The only consolation was that it was relatively easy to blend in, even with such a hair disaster atop my head. Not just because the 1970s was the time when everyone’s hair went wild but also because mine wasn’t the only Mum to fall under the evil spell of THE HAIR MAGICIAN.

Tasty Eyeball Food

 Posted by on October 22, 2011  Reading:
Oct 222011

I am only just now going through the incredible array of books I bought, traded or was given, at APE last month. The very next day after the show, I went to PORTLAND for two weeks, where I was given another great book by Graham Annable. SCORE!

The totality of my reading stash of graphic wonders now includes the following:

“THE NUN WITH TWO GUNS” by John Hoffman
“LA LA LAND” and “LE MENAGERIE” by Bernyce Talley
“ICE BEAR JUDGES YOU” by Daniel Chong
“HIDDEN” by Graham Annable.

APE this weekend!

 Posted by on September 27, 2011  Conventions, Updates
Sep 272011

Once again, it’s time to GO APE. My favourite San Francisco comics-show will be held this coming weekend at the CONCOURSE EXHIBITION CENTER. I will be exhibiting there, at table #108, flanked by friends on either side; John Hoffman will be at #107 (with his crew; Kris Pearn and Craig Berry) while Michael Aushenker and Javier Hernandez will be at #109. Not to mention the fact that TONS of other friends will be exhibiting at the show too.

Now that Wondercon will be moving to Anaheim in 2012, not only is APE San Francisco’s coolest comics show, it’s the ONLY comics-show left in town, at least until 2013 when Wondercon may return. In the meantime, I hope to see you this weekend!

Dr Sketchy’s

 Posted by on September 18, 2011  Drawings
Sep 182011

Last night, Julia and I attended a life-drawing sketch session at San Francisco’s branch of the famous Dr Sketchy’s anti-ArtSchool, held at the 111 Minna Gallery. It was a lot of fun.

My understanding is that the models are always dressed and posed to a theme and this time it was “burlesque clowns”. Three 20 minute poses and one 40 minute pose.

After several hours of drawing a sexy clown, we went with Julia’s friends Nadine and Lisa (who had also been at Dr Sketchy’s) to Meet my pal Bosco at HENRY’s HUNAN, where we all enjoyed a tasty dinner and several hours of pleasant conversation. “Bizarro sketch night”

NUN with 2 GUNS

 Posted by on September 15, 2011  Conventions, Drawings, Friends, Reading:
Sep 152011

Here’s a Pin-up I just finished last night for John Hoffman‘s NUN WITH TWO GUNS comic book, which is the culmination of several years of doodling on his part. A while back, John co-created this character with his buddy Warwick J Caldwell, and now, after a few years of random drawings by both of them, she finally has her own story, completely written and drawn by John this time around. It will debut at the APE indie comics show here in San Francisco, two weeks from now on October 1st-2nd. I will be exhibiting there myself, and it just so happens that my table, #108, will be next to John’s, at #107. Fun!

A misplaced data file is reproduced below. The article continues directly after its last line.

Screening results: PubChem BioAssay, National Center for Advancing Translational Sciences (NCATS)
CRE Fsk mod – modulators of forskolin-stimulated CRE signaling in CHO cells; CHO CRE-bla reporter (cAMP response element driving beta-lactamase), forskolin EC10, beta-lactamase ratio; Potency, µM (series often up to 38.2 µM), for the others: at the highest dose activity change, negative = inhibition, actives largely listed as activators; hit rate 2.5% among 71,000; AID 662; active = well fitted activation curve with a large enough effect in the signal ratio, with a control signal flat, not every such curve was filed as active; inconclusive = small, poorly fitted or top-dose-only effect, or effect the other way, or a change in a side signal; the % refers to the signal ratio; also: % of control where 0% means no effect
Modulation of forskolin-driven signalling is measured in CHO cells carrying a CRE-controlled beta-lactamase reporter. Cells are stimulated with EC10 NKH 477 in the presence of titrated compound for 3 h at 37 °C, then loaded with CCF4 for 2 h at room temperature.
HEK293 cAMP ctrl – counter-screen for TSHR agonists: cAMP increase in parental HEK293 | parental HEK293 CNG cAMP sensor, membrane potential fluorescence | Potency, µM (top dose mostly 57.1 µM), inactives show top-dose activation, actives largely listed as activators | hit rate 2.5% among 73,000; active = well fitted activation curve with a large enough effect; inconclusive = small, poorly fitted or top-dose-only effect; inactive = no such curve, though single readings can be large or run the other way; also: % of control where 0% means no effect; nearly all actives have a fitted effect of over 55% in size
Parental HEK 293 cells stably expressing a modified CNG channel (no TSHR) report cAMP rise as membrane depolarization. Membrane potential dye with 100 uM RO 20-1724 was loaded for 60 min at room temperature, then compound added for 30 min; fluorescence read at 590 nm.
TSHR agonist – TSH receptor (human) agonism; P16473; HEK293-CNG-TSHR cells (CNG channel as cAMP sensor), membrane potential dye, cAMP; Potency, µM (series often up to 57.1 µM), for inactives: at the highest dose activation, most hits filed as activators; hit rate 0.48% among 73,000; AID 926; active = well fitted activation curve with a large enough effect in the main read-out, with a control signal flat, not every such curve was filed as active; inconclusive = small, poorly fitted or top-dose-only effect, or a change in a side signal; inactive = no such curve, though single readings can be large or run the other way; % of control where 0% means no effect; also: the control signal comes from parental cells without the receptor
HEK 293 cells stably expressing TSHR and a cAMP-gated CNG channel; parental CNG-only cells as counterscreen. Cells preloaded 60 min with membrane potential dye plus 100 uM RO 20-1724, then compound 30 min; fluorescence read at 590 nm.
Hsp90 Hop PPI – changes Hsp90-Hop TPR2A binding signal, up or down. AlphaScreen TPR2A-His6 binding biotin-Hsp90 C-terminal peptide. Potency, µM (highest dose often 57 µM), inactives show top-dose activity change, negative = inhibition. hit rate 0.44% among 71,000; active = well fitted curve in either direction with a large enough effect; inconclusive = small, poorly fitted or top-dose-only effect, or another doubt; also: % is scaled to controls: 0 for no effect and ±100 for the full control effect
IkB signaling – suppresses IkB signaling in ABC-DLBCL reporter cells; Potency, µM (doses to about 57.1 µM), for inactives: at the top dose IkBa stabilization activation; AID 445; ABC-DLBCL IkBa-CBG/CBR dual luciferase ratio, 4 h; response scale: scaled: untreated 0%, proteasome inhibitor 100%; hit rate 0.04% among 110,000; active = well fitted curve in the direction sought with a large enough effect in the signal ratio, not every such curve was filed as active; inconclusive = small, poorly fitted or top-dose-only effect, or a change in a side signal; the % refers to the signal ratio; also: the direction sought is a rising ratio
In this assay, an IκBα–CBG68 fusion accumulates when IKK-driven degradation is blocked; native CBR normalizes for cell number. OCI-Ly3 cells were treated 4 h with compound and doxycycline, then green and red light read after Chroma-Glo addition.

Having been asked to draw my version of a no-nonsense gun-nun, naturally I got into the mood by remembering my own beat-downs at the hands of the bad-assed old nuns at my Catholic primary school (none had any guns, thankfully, or I might not be here today). I began by thumb-nailing poses of a gun-toting nun; either blazing away, or crouched atop a cathedral gargoyle. THE DARK KNIGHT in a habit.

Then, realising that such action stuff would surely be covered in either the story itself or the OTHER pin-ups, I started thinking less GUN and more NUN. What would the inner-life of a vampire-hunter nun be like? Maybe she prays with the guns, which have been consecrated and each named for a warrior angel from the bible. Being Catholic, no matter how much she hates those VAMPIRES, there’ll be GUILT about killing them. She wraps THORNS around the hand grips (seen in bottom panel) and when she shoots the demons, she is punished for her sins too.

I thumb-nailed more ideas, and had a hard time deciding which to finalise. Then, researching online, I saw photos of stained glass windows, which were medieval Catholic COMICS if you think about it; telling stories in a visual (and multi-panelled) way, and I decided to use as many of the thumbnails as I could, in one pin-up. I wanted to draw the guns covered in Catholic charms, like those MILAGRO CRUCIFIXES you see in Mexico, and should have added some blood dripping from her hands, but I ran out of time. With all my fiddling, I just got the pin-up to John in the nick of time. Given to him last night, the book is at the printers today!

ZINE FEST This weekend!

 Posted by on August 30, 2011  Conventions
Aug 302011